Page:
One of our most revered presidents, Abraham Lincoln lived a
quintessentially American life, rising from log cabin poverty to
unparalleled prestige as leader of an emerging, troubled nation.
Author Doris Kearns Goodwin — who comes to talk at UCSB’s Campbell
Hall on Friday, February 9 at 8 p.m. — is an expert on Lincoln, and
in her new book Team of Rivals: The Political Genius of Abraham
Lincoln, she explains how he made the most of his term by enlisting
the help of his enemies. Here are three of those rivals turned
friends. 1) William H. Seward: So sure was this
New York senator of his presidential nomination in 1860, he had
already written a sayonara speech. Instead, Lincoln named Seward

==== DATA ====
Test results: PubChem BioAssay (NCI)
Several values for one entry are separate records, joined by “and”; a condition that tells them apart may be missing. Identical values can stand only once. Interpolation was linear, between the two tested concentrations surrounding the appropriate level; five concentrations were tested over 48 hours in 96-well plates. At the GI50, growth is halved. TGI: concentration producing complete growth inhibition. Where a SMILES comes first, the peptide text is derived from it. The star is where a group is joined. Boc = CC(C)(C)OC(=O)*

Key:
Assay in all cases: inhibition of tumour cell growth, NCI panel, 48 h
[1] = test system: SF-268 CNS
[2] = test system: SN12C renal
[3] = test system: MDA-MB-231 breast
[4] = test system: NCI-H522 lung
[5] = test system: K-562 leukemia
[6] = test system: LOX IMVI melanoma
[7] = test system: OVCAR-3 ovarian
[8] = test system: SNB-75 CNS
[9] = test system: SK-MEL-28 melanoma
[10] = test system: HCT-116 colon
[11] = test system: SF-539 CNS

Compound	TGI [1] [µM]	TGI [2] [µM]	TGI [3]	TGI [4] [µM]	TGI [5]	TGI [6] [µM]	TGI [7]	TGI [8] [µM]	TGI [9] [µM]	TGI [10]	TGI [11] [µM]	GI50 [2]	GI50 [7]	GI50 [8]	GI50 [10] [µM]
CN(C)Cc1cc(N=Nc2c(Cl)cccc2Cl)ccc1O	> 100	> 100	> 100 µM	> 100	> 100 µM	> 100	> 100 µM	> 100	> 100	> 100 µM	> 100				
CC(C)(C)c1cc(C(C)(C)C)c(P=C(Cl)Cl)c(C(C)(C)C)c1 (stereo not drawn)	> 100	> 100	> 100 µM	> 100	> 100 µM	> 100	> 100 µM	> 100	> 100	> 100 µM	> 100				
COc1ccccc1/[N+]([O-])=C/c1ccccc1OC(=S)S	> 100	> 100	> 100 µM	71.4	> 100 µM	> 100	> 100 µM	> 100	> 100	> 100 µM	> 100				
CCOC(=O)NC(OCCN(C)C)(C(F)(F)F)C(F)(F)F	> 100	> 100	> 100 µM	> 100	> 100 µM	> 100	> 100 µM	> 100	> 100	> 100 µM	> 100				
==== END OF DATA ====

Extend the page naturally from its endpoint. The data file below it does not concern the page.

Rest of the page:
Secretary of State, a position he’d use to buy Alaska, which became
known as Seward’s Folly.

2) Edwin M. Stanton: Though this attorney once
demeaned Lincoln by calling him a “long-armed ape,” Abe granted him
the Secretary of War post, and Stanton grew to love the president,
grieving for weeks after his assassination.

3) Edward Bates: This longtime politician lost
to Lincoln in 1860, then accepted the president’s offer to be
Attorney General. Initially, Bates thought Lincoln to be
incompetent, but he later said that Lincoln was “very near being a
perfect man.”


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